Afternoon Drama: “Beyond Contempt” by Peter Jukes

Posted on 23rd Oct 2014 in Reviews

Reviewed by Paul Magrath



Peter Jukes [photo © Olivia Beasley]

Described by some as the Trial of the Century, it took up eight months of court time at the Central Criminal Court, Old Bailey and allegedly cost £100m. Its 130 days of testimony disclosed evidence of some of the most shocking conduct by journalists at the News of the World, much of which had already been exposed in the media, but it also brought forth fresh revelations, such as the love affair between two former senior editors, Andy Coulson and Rebekah Brooks.

At the end of it, Coulson and others were convicted; but Brooks was not, to the relief of some and the surprise of others. Coming so soon after the Leveson inquiry into press conduct and misconduct, it further fuelled calls for tighter regulation of the media. Everything about it seemed extravagant, and not surprisingly it was the topic of intense (if cannibalistic) media coverage.

Author and journalist Peter Jukes decided initially to cover the start of the trial, but having discovered that he would be allowed to issue live tweets from within the court (or its viewing annex) throughout the trial, he carried on. To cover his living expenses and mortgage payments, he resorted to crowdfunding: inviting financial support from amongst his thousands of followers, many of whom were only too happy to provide it.

The funding enabled him to turn his coverage into a book, Beyond Contempt, which was published shortly after the conclusion of the trial. But, with some experience of writing drama, Jukes also created this short (45-minute) radio play. It was broadcast on Radio 4 on 10 October, but it is still available to listen via iPlayer until 9 November.

I recommend you do so.

Though he cannot within the format of a 45-minute radio play hope to cover the full breadth of the trial and all the revelations that emerged throughout its eight month history, Jukes is able to give some flavour of what it was like to be there, witnessing legal history in the making. More personally, and perhaps uniquely, he can also tell us about experience as a reporter and tweeter, and about his relationship to the other journalists covering the case and some of the personalities involved (including some of the defendants, one of whom lends him an umbrella during a sudden downpour outside the court).

Among the reporters, two feature prominently in the drama. The first is Nick Davies, of the Guardian, who uncovered (and then covered) some of the most shocking incidents in the phonehacking scandal, including the revelation in July 2011 of the hacking into the mobile phone voicemail of the murdered schoolgirl Milly Dowler. Since the trial, he has released a book about it all, Hack Attack.

The other is James Doleman, of The Drum, who sits next to Jukes in court, in what he calls “bloggers’ corner”, and acts as a guide to the proceedings and a foil to Jukes’s sotto-voce commentary.

When Jukes sends out a tweet (typically they begin with BREAKING … and end with the hashtag #hackingtrial), Doleman comments “your tweets are going viral” or, in one case, “hey, you beat Nick Davies by 20 seconds!”

As a radio production, much of the scene-setting in the play is achieved by sound effects: the beep of security scanners at the entrance to the court, the tapping of keyboards, and the periodic “whoosh” of a sent-off tweet. When the lawyers’ exchanges are heard, it is from the distance of the public gallery (or via the sound system fed to the viewing annex) so they sound oddly detached. It’s almost as though you’re listening to someone watching something on the telly. But when the witnesses are ready to spill some beans, the mic moves in close and the drama comes alive. It is thus that we hear the ingratiating simper of Rebekah Brooks (sometimes portrayed as a passive-aggressive witch), or the “scatty” muddle-headedness of her PA, Sheryl Carter, both of whom were played by Jane Slavin; or the evidence of Jude Law and of Sienna Miller about her (mis)reported relationship with Daniel Craig; or the “how we did it” revelations of self-confessed hacker Dan Evans.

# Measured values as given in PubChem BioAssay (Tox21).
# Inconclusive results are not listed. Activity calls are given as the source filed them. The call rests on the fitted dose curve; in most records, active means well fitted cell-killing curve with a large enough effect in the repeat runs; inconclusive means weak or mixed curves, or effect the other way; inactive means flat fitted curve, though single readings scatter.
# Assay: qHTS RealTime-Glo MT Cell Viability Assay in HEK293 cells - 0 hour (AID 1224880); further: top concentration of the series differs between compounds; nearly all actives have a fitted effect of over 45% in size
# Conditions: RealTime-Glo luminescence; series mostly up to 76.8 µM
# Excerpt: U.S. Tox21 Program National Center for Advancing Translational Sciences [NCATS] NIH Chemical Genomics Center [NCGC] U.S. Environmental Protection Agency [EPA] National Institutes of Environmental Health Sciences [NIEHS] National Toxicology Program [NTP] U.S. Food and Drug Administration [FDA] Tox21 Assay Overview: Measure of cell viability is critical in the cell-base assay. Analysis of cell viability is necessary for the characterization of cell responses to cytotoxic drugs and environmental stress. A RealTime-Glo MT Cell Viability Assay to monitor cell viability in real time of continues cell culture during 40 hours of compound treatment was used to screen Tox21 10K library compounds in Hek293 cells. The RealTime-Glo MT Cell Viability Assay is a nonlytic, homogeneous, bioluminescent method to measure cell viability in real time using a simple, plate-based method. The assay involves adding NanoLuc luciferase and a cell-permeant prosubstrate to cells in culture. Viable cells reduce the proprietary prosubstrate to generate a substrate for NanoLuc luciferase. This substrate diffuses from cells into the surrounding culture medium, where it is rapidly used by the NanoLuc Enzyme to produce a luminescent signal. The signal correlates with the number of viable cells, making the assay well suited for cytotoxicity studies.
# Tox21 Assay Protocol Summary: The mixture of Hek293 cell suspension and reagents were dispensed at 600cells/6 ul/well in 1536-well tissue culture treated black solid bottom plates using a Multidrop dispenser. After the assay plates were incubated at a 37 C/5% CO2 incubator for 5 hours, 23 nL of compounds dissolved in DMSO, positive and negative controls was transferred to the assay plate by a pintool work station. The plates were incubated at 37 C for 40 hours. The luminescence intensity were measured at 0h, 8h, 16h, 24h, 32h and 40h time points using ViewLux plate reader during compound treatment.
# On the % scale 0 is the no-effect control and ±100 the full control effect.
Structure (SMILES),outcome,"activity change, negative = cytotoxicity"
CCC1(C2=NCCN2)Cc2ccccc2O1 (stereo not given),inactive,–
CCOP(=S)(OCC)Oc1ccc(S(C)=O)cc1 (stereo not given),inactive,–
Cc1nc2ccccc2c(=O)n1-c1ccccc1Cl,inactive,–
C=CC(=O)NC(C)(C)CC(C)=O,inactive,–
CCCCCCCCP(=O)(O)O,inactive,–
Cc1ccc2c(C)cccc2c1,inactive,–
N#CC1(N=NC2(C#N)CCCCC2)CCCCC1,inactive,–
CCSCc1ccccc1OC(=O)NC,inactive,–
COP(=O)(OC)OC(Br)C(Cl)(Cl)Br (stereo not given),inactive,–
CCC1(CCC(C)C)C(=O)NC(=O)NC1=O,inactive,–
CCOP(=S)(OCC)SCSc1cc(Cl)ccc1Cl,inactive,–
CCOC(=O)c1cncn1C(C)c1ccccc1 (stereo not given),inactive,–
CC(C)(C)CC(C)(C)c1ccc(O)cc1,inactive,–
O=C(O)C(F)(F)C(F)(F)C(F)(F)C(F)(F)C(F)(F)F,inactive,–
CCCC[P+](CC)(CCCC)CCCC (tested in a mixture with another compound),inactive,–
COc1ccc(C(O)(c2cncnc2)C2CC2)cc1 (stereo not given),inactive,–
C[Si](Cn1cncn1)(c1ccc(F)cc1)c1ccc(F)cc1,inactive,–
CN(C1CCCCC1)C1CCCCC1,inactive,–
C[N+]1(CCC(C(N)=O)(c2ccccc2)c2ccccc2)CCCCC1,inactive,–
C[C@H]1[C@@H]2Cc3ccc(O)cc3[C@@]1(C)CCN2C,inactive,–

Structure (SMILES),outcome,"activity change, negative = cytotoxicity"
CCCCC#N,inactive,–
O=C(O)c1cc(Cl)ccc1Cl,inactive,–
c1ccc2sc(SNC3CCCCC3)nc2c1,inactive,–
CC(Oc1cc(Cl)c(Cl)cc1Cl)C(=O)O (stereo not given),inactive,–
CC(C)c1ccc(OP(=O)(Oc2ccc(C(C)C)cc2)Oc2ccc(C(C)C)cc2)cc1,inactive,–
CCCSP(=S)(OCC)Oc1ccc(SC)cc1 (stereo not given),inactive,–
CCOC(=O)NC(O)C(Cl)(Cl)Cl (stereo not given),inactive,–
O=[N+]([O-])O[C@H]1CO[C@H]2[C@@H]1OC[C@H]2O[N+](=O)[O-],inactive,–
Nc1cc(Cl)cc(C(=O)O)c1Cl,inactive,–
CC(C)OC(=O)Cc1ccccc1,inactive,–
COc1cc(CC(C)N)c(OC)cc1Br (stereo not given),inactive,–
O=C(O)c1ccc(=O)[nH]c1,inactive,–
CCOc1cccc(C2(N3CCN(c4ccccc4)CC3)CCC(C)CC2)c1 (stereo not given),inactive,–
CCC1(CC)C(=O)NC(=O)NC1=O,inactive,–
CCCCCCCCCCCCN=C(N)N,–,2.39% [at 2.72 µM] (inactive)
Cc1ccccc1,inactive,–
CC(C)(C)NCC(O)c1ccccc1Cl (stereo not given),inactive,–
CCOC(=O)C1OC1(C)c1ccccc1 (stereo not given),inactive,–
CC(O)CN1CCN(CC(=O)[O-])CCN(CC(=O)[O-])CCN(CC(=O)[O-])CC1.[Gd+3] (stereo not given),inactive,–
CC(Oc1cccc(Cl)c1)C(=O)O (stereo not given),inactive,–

Some idea of how Jukes regarded the task of reducing the eight-month carnival of calumny and corruption into the span of a 45-minute radio play can be gleaned from his post on the BBC Radio 4 blog, part of which reads:

Modern courts are theatrical and full of drama, but not the typical drama one expects from TV and other fiction. There is tension, jeopardy, humour – barbed subtexts beneath the courtly language. But since the phone hacking trial was about major media figures, the media was to a certain extent itself on trial. A large part of the defence case was that Brooks and others could not get a fair hearing against the background of prejudicial comment, particularly in social media. Virtually every morning a defence barrister would rise and complain “My Lord, there’s been a Tweet”… [On one occasion it was Jukes’s and he had to delete it.] Only radio could capture the pace and impact of this brave new world of online communication while remaining true to the theatrical traditions of the barristers’ benches.

Beyond contempt

I have two criticisms, only one of which relates to the play itself, but both of which betray an erroneous Americanisation of the English legal system – perhaps for the purposes of selling the production overseas. The first is about the BBC’s lazy and ignorant use of the gavel to illustrate the listing of the play. (see photo)

The other is the way the judge is constantly referred to as Justice Saunders. He isn’t. He’s MISTER Justice Saunders in England and Wales. That, by law, is his title. (Outside court, he is The Hon. Sir John Saunders.)

But these are minor quibbles and not things over which Jukes could have had much control. If Paris is worth a mass, then Beyond Contempt is surely worth a gavel.